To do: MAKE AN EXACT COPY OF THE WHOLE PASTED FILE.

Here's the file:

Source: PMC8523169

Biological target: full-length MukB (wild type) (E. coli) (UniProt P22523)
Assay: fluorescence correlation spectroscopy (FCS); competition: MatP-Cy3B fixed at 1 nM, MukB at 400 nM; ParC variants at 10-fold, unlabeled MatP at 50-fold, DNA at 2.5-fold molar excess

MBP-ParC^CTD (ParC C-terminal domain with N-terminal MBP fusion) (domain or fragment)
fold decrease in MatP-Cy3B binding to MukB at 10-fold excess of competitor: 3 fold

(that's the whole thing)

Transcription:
Source: PMC8523169

Biological target: full-length MukB (wild type) (E. coli) (UniProt P22523)
Assay: fluorescence correlation spectroscopy (FCS); competition: MatP-Cy3B fixed at 1 nM, MukB at 400 nM; ParC variants at 10-fold, unlabeled MatP at 50-fold, DNA at 2.5-fold molar excess

MBP-ParC^CTD (ParC C-terminal domain with N-terminal MBP fusion) (domain or fragment)
fold decrease in MatP-Cy3B binding to MukB at 10-fold excess of competitor: 3 fold